Growing up, we learned the charming story of Isaac Newton resting under an apple tree. As he rested, an apple fell on his head and he immediately discovered gravity.
The story is a little more complicated, but,indeed, Newton developed the law of gravity. It was but one area in which Newton worked and we all are the better for it.
No doubt, we also learned the fanciful story of Benjamin Franklin and his kite and key during a Philadelphia thunder storm in 1752. Well, the basics of the story are true, but Franklin did not “discover” electricity, as we were led to believe. Electricity had been known for centuries. What he did do was show the presence of electricity in lightning — but he wasn’t the first to do so, he just had better press.
In more recent years, well within the lifetime of many readers, Jonas Salk, a virologist — maybe we could channel him to help fight the novel coronavirus — developed one of the first vaccines to protect against polio, which was a global epidemic at the time. Salk spent years and recruited thousands of researchers and countless volunteers in the effort to develop a vaccine that not only was effective, but also safe. The vaccine was announced on April 12, 1955, and efforts to vaccinate everyone began around the world.
Within 25 years, polio had been eradicated in the United States, and today, it is extremely rare worldwide.
FYI, Salk did not patent his vaccine in order to allow many labs around the world to manufacture it quickly. He was considered a hero, hailed in America and around the world.
Over the centuries, scientists have worked long, hard hours developing vaccines and medicines, ways to grow food in better ways and make life better, more enjoyable, more enriching. We are living longer, healthier lives thanks to scientists here and around the world.
Texas A&M and other universities around the country and the world employ hundreds and thousands of scientists working in a huge number of areas all meant to enrich the world.
There was a time when we hailed these scientists and their achievements.
Many Americans seem afraid of science and reject the advances it promises. Among those who fear science is our own President Donald Trump, who seems at war with the government’s best and brightest scientists such as Dr. Robert R. Redfield, director of the all-important Centers for Disease Control and Prevention, and Dr. Anthony Fauci, director of the National Institute of Allergy and Infectious Diseases since 1984. Fauci is known around the world as one of the leading experts in viruses.
As America deals with the novel coronavirus pandemic, it makes sense that we need the best information and advice from experts such as Dr. Redfield and Dr. Fauci. The scientific information they provide no doubt has slowed the spread of COVID-19 and saved many lives.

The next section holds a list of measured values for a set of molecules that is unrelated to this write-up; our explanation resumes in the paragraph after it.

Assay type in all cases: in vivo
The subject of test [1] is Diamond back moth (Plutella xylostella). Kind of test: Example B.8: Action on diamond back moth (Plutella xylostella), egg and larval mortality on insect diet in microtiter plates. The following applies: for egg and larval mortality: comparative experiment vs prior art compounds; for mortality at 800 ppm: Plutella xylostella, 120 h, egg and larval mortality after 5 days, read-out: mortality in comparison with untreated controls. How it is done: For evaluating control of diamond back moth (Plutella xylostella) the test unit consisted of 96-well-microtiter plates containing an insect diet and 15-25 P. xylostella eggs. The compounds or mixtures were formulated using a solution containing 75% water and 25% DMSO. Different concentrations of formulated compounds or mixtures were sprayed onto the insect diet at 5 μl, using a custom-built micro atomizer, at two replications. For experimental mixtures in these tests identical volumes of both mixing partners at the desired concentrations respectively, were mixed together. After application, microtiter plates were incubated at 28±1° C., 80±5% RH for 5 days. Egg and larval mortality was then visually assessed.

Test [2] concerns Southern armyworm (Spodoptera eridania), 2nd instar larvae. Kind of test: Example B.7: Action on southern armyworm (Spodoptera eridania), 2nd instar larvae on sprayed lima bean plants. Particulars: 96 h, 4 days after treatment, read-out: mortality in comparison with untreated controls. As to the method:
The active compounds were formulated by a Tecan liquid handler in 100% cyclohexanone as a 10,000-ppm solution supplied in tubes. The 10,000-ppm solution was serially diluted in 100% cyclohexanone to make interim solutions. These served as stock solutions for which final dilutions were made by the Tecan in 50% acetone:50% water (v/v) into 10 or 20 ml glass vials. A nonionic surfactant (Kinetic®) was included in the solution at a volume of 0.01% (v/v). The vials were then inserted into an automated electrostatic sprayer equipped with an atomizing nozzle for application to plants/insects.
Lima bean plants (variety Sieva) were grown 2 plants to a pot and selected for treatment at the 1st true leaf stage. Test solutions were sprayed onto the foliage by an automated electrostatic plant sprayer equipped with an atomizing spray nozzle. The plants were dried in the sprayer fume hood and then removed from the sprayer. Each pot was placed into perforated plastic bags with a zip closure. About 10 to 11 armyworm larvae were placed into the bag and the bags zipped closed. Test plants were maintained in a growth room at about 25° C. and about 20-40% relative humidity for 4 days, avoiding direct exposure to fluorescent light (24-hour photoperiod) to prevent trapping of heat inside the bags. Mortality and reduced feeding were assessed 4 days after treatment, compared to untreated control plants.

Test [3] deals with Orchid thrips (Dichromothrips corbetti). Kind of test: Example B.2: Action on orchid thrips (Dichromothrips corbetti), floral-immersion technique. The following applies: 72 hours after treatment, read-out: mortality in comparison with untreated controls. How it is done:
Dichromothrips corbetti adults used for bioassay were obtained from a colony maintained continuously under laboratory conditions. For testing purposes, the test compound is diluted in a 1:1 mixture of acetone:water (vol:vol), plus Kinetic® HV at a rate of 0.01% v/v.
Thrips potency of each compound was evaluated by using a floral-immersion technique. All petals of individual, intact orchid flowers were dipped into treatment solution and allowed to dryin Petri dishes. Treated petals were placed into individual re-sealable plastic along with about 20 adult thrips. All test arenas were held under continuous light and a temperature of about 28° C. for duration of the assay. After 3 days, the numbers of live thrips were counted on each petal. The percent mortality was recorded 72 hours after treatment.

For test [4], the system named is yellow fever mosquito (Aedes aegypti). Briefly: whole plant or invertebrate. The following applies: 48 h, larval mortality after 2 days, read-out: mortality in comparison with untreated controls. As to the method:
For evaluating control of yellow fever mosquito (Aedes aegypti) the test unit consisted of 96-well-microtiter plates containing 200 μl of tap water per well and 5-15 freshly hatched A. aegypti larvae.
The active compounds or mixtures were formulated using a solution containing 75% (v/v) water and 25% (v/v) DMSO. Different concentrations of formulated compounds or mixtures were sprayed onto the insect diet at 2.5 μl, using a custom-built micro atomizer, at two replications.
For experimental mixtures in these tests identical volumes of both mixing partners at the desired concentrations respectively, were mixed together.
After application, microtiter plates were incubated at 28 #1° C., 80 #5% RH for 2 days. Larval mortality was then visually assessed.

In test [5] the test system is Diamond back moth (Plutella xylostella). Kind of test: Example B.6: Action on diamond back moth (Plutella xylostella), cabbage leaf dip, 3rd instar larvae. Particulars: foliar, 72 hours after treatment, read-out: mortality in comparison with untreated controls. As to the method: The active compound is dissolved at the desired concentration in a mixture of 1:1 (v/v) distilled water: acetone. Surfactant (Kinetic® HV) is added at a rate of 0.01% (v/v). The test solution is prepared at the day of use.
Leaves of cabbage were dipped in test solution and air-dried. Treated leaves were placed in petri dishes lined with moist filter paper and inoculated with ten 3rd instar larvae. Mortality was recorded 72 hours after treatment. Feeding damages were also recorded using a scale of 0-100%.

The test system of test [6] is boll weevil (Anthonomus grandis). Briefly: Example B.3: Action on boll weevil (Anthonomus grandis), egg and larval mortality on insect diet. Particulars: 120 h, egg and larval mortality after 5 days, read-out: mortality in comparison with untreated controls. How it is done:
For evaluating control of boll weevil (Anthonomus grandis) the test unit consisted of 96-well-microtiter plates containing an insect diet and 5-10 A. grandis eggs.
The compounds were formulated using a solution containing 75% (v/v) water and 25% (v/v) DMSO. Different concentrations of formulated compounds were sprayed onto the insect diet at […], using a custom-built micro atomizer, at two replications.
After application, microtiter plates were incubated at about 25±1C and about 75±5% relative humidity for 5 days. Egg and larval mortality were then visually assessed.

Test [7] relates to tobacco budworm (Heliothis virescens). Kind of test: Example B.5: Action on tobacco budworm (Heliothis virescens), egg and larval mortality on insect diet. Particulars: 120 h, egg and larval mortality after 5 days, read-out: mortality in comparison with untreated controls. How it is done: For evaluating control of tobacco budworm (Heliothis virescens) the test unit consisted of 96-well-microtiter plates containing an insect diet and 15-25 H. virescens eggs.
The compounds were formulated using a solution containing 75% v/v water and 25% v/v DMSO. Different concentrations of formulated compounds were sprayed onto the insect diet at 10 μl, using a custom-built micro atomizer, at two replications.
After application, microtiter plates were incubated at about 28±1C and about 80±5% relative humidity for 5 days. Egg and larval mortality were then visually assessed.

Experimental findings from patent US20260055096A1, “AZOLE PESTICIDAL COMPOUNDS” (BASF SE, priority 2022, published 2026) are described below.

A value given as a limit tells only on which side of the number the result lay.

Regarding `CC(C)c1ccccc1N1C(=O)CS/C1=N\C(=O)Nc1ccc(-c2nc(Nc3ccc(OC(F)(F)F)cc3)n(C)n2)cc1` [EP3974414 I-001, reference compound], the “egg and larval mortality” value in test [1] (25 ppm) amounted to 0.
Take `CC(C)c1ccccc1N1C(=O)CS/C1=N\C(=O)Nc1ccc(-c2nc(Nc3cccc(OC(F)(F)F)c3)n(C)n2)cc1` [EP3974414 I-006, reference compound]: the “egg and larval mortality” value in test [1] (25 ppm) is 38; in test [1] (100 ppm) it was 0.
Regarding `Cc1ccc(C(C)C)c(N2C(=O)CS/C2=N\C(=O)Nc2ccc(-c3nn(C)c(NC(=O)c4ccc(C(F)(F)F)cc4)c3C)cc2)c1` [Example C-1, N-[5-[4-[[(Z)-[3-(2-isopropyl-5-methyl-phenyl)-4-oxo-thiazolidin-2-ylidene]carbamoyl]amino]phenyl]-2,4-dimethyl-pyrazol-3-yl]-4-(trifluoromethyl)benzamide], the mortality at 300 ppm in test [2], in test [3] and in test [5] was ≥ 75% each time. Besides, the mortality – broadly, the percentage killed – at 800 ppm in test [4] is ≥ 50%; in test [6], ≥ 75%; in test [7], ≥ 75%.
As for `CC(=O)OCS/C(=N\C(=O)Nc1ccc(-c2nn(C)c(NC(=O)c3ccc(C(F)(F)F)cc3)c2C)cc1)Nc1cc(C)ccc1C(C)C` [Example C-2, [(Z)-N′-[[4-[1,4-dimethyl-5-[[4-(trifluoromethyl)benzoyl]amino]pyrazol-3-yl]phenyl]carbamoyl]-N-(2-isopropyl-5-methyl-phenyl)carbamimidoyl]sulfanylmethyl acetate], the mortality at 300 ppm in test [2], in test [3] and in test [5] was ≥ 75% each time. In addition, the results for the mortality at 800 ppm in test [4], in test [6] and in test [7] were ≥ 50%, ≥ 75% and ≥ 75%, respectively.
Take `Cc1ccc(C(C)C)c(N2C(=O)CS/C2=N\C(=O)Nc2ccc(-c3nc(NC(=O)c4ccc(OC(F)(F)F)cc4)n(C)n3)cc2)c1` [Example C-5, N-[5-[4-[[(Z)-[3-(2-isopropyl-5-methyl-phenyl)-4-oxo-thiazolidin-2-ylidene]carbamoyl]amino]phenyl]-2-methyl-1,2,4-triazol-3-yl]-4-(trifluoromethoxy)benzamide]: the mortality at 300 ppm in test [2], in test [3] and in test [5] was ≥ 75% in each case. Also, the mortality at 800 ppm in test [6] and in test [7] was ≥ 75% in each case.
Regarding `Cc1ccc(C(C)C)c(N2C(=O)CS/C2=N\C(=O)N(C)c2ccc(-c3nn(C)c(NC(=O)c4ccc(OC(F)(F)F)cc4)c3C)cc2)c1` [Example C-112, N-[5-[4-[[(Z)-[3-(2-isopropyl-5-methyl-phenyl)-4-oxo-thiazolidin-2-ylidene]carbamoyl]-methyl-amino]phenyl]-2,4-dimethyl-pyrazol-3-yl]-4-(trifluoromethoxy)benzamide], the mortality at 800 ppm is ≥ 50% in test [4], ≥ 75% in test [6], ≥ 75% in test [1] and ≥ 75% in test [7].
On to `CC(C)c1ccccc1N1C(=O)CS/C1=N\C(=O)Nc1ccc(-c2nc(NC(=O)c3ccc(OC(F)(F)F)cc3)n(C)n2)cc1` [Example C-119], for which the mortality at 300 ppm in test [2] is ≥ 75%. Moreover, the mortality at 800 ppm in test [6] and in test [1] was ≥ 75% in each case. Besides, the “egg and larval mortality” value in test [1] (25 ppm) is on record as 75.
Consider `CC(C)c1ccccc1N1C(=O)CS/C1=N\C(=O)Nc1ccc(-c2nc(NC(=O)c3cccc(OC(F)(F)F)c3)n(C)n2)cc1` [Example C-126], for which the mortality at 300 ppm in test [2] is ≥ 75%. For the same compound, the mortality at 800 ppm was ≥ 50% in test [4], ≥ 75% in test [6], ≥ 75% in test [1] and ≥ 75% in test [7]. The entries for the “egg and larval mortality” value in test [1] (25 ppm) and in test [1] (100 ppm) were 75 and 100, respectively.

Unfortunately, President Donald Trump needs to be the center of the fight against the coronavirus. He rejects the advice of the scientists, marginalizes their efforts and tries to keep the nation’s focus on himself. He continues to promise there will be an effective vaccine before the Nov. 3 Election Day, or shortly thereafter. Every reputable scientist says that just won’t happen, that the end of the year or early in 2021 is a more accurate projection.
We hope the president is right, but we trust the information provided by the scientists more.
Until there is an effective vaccine available for everyone, there is much we can do to slow the spread of the coronavirus and keep us and our families safe. Foremost among the best things we should do is to wear a mask when around others. Wear one every time you go shopping or anytime you are around others. Wear a mask until you are seated and ready to eat or drink in a restaurant. Masks may not be comfortable, but they do save lives.
The president has urged Americans to wear masks, but routinely ignores his own advice. He almost never wears a mask, even when visiting a place where they are required by law and where everyone else around him is wearing a mask. What a powerful message it would be if the president routinely donned a mask while in public.
Instead, he holds mass indoor rallies with thousands of his supporters standing shoulder to shoulder — no social distancing for them — with few masks in sight. When asked, those supporters say God will protect them or Donald Trump will protect them, the masks are uncomfortable and the virus is a hoax — ask the loved ones of the almost 200,000 Americans who died from COVID-19 if it is a hoax. The problem is not that they are exposed to the virus — they refused to listen to the scientists — but that they can pass it on to loved ones, friends, coworkers and others.
The president must remember that he isn’t just the president of his millions of loyal supporters, but rather the president of all of us. Please, President Trump, leave the proclamations about the coronavirus to the scientists who know what they are talking about. Stay safe and wear mask whenever you are out in public and urge everyone to follow suit, to stay 6 feet apart and to wash your hands frequently for at least 20 seconds each time.
Doing so, you will save countless lives — probably many of them who will vote for you on Nov. 3.
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